Coronavirus in Shelby County: How do you feel about restaurants, masks and back to school?
As coronavirus numbers continued to climb in Shelby County, a large majority of respondents feel it will still get worse before it gets better.
The latest Memphis Power Poll results released Thursday show that 75 percent believe that both cases and hospitalizations will get worse before improving. Only four percent said they believed it would get better.
The breakdown was about the same when asked about whether the Shelby County Health Departmet should do more to limit the transmission of COVID-19 in places where people gather. More than 78 percent either agreed that more should be done.
"I think the SCS and SCHD are doing a good job balancing the needs of people vs business," one respondent said. "However, I would have not closed the bars, but limit their hours to 12 midnight and require temp taking and tracking information. These are small businesses and keeping small businesses open is a tricky balancing act."
Respondents also tended to agree on using citations or aggressive ticketing to persuade people to wear masks. More than 77 percent agreed with that tactic.
The greatest divide came when queried on back-to-school plans. When asked how respondents felt about the plans proposed for SCS and the municipal districts only about 50 percent approved with just 8 percent of that being strongly approved.
The Power Poll is a monthly survey sent to around 400 influential business, political, nonprofit and cultural leaders in the Bluff City, presented by The Commercial Appeal.
BlueCross Leads Nation on Telehealth
By Dr. Andrea Willis
Senior Vice President, Chief Medical Officer
BlueCross BlueShield of Tennessee
On June 17, I testified before the U.S. Senate Committee on Health, Education, Labor and Pension (HELP) to share what we’re learning about telehealth during the COVID-19 pandemic.
Here are the four themes that I shared with senators:
1. BlueCross was the first major insurer to commit to covering in-network telehealth services on an ongoing basis throughout the crisis.
We did this because we wanted our members to retain access to the physicians they knew and trusted. Our members and providers wanted the choice to use virtual care and telehealth services was another way to collaborate with in-network providers to make quality care more convenient. We believe this was the right thing to do for our members and for the providers in Tennessee we rely on to care for those members.
2. From mid-March through June, BlueCross saw 55 times more telemedicine claims than during the same time period last year.
Prior to COVID-19, BlueCross had seen utilization rates for telemedicine consistently below 30% for members with that benefit. As we expanded and encouraged telemedicine, we saw utilization rates rise. In fact, we processed more than 800,000 telehealth claims from March 16 through June 30. The key was partnering with in-network providers. In general, those doctor-patient relationships transformed and thrived as they both turned to this method of interaction.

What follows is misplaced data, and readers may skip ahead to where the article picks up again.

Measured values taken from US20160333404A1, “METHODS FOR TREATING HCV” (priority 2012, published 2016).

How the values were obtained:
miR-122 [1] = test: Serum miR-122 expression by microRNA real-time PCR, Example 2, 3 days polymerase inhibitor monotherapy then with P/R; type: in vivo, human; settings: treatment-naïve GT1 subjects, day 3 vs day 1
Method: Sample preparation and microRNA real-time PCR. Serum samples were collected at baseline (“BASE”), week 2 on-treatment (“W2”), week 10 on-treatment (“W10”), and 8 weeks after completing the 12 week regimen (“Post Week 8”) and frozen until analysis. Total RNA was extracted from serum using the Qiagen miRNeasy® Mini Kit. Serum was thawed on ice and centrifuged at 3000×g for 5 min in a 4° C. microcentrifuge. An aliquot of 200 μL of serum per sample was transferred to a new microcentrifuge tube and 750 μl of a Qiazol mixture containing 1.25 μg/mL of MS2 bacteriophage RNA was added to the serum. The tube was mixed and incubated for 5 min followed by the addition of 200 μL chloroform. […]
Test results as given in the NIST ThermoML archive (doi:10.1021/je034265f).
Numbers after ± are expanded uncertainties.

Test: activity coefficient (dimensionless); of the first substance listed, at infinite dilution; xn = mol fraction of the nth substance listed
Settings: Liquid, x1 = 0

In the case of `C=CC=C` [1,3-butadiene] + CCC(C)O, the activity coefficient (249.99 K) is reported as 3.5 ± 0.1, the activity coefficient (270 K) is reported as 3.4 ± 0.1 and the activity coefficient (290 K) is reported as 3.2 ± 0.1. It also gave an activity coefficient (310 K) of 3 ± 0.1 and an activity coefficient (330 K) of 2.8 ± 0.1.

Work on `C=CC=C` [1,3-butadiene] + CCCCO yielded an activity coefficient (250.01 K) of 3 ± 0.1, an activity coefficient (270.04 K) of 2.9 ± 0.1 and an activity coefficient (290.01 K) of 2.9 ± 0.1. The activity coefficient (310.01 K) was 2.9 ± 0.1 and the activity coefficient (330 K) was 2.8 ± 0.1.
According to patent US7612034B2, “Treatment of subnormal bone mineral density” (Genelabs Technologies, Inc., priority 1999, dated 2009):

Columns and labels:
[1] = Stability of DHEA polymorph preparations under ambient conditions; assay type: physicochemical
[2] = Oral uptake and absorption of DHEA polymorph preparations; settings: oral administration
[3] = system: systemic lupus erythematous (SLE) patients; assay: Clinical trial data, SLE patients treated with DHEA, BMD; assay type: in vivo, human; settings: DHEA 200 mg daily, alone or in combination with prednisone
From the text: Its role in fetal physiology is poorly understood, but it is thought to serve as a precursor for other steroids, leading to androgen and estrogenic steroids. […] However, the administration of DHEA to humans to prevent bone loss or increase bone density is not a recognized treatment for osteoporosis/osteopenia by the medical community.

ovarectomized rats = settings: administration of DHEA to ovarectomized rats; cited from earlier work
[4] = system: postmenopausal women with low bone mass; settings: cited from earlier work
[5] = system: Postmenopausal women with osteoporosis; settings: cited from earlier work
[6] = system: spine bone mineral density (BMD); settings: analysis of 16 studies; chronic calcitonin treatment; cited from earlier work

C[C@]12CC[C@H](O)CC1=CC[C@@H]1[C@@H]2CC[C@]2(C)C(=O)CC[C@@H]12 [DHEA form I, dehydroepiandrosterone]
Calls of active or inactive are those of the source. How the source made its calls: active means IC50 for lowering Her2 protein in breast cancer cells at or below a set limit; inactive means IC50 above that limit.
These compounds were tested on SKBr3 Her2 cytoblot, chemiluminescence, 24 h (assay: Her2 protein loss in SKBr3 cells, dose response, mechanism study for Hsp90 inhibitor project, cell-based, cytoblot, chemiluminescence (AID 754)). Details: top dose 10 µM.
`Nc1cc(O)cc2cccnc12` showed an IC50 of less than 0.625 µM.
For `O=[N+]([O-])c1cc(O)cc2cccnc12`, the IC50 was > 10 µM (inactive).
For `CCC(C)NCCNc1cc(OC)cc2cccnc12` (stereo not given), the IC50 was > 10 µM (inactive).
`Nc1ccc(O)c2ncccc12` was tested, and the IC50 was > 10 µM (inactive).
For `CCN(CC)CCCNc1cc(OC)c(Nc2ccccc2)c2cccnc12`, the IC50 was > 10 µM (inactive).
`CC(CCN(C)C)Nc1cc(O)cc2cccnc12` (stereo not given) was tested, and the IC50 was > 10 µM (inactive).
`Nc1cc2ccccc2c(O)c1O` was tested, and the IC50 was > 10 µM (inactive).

3. Telemedicine helps our members access care they may have foregone otherwise, and without the increased risk of infection.
Because the data is still accumulating, it’s too early to definitively say that the expansion of telehealth has improved health outcomes, but this mode of interaction can effectively break down a barrier to access to care. Improving access to care in rural areas has been a priority in Tennessee, and as a result of this expansion, primary care doctors, behavioral health specialists and other providers are able to continue delivering necessary care while maintaining social distancing and reducing some inappropriate emergency room and urgent care use.
Telemedicine also allows access to care during work hours in lieu of taking an entire day off. It can allow for follow-up interactions with high-risk patients who may be negatively impacted by sitting in a waiting room.
4. We will keep working with our network providers to make sure our members’ experiences and outcomes are favorable.
With the rapid and widespread adoption of this new method of care delivery, we recognize we may identify and make changes to address issues we couldn’t during the crisis that began in March. We carefully monitor data to ensure that our network providers are rendering the services and that the level of care is appropriate to the practitioner delivering the services. We are closely monitoring prescriptions that are generated from telemedicine. And most importantly, we listen to both the compliments and complaints coming from the consumers.
The actions BlueCross has taken regarding telehealth are aligned with our role as a member advocate committed to providing access to affordable, evidence-based care.
For ongoing updates about the BlueCross response to COVID-19, visit BCBSTupdates.com.